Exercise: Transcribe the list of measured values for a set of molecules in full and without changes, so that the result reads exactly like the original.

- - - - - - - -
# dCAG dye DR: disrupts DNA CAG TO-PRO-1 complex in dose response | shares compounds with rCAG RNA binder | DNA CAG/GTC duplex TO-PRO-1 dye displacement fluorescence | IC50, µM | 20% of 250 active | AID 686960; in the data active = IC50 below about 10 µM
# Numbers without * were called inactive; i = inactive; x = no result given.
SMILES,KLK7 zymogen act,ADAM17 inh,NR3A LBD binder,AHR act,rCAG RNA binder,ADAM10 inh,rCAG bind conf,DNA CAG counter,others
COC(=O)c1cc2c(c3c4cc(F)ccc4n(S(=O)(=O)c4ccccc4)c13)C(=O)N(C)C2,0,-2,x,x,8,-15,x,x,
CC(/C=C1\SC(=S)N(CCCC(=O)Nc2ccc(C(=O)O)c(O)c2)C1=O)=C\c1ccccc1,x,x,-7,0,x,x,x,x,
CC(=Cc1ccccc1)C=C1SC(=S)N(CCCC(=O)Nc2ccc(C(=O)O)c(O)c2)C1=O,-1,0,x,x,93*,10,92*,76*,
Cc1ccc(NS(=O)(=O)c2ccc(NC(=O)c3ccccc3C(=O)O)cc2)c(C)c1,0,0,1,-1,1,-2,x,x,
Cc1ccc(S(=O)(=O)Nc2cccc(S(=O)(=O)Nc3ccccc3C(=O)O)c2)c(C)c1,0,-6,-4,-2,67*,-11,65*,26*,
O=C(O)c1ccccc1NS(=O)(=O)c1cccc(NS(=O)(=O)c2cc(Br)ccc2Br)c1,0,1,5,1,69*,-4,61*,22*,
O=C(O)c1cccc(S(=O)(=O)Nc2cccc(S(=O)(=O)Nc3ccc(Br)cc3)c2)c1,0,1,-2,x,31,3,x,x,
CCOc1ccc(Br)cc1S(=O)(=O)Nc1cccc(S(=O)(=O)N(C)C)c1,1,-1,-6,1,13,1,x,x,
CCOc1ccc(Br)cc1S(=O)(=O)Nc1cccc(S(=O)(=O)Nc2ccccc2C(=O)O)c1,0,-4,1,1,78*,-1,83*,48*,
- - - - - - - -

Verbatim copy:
# dCAG dye DR: disrupts DNA CAG TO-PRO-1 complex in dose response | shares compounds with rCAG RNA binder | DNA CAG/GTC duplex TO-PRO-1 dye displacement fluorescence | IC50, µM | 20% of 250 active | AID 686960; in the data active = IC50 below about 10 µM
# Numbers without * were called inactive; i = inactive; x = no result given.
SMILES,KLK7 zymogen act,ADAM17 inh,NR3A LBD binder,AHR act,rCAG RNA binder,ADAM10 inh,rCAG bind conf,DNA CAG counter,others
COC(=O)c1cc2c(c3c4cc(F)ccc4n(S(=O)(=O)c4ccccc4)c13)C(=O)N(C)C2,0,-2,x,x,8,-15,x,x,
CC(/C=C1\SC(=S)N(CCCC(=O)Nc2ccc(C(=O)O)c(O)c2)C1=O)=C\c1ccccc1,x,x,-7,0,x,x,x,x,
CC(=Cc1ccccc1)C=C1SC(=S)N(CCCC(=O)Nc2ccc(C(=O)O)c(O)c2)C1=O,-1,0,x,x,93*,10,92*,76*,
Cc1ccc(NS(=O)(=O)c2ccc(NC(=O)c3ccccc3C(=O)O)cc2)c(C)c1,0,0,1,-1,1,-2,x,x,
Cc1ccc(S(=O)(=O)Nc2cccc(S(=O)(=O)Nc3ccccc3C(=O)O)c2)c(C)c1,0,-6,-4,-2,67*,-11,65*,26*,
O=C(O)c1ccccc1NS(=O)(=O)c1cccc(NS(=O)(=O)c2cc(Br)ccc2Br)c1,0,1,5,1,69*,-4,61*,22*,
O=C(O)c1cccc(S(=O)(=O)Nc2cccc(S(=O)(=O)Nc3ccc(Br)cc3)c2)c1,0,1,-2,x,31,3,x,x,
CCOc1ccc(Br)cc1S(=O)(=O)Nc1cccc(S(=O)(=O)N(C)C)c1,1,-1,-6,1,13,1,x,x,
CCOc1ccc(Br)cc1S(=O)(=O)Nc1cccc(S(=O)(=O)Nc2ccccc2C(=O)O)c1,0,-4,1,1,78*,-1,83*,48*,